$\qquad f : Q \to S^*$.

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  • $\begingroup$ Thanks - this is very close, but I am trying to determine if there is a specific name for a set that satisfies such a function. From the way your are explaining it, I have this backward. But can one turn this around and say that for the specific query with a support of size 1, we can define a set as S - and describe that set with some unique term? Or would you say that we simply do not consider this set to be a special case, but rather with the way I intend to use it (and this intent would be encapsulated in the function you described). $\endgroup$ – PinnyM Jul 29 '14 at 0:06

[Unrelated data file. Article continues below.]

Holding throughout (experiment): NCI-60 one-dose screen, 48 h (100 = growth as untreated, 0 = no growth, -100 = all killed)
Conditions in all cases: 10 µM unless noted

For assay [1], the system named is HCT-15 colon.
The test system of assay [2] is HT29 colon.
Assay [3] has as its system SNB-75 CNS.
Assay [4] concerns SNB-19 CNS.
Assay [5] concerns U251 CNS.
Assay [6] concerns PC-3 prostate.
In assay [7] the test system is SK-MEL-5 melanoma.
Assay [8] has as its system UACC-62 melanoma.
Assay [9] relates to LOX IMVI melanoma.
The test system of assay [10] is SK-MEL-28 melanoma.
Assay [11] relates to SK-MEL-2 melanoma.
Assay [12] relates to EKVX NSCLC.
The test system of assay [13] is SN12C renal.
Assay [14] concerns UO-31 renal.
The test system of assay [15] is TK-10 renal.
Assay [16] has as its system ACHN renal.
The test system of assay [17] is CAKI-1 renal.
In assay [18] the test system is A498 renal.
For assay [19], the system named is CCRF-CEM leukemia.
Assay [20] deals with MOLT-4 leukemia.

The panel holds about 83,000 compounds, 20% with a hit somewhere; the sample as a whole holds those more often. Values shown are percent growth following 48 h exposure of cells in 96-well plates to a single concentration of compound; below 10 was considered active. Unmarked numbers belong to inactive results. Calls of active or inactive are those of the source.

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    $\begingroup$ @PinnyM Yes, I don't think the sets are in any way special. That does neither mean that nobody invented notation/words for this nor that you can not. For instance, "We call $S$ $Q$-unique if and only if $f_Q$ is a function/mapping." Definitely possible, if it helps you to talk/write about things. $\endgroup$ – Raphael Jul 29 '14 at 6:16
  • $\begingroup$ @GuyCoder Nope, sorry. I made it up on the spot. (It's not very well thought out, too.) $\endgroup$ – Raphael Jul 29 '14 at 18:44
  • $\begingroup$ @GuyCoder Sorry, I thought it was clear that I invented it. Duly noted. As for the relevance of the question, I don't get the issue either. But apparently I could help PinnyM anyway, so what? ;) $\endgroup$ – Raphael Jul 29 '14 at 20:03
  • $\begingroup$ @GuyCoder the question would be relevant if you needed to differentiate between a collection used for radio buttons, and a collection used for checkboxes. The case that I was dealing with is a parallel of that, but from a business logic perspective, and the code logically branches based on this distinction. $\endgroup$ – PinnyM Jul 29 '14 at 23:58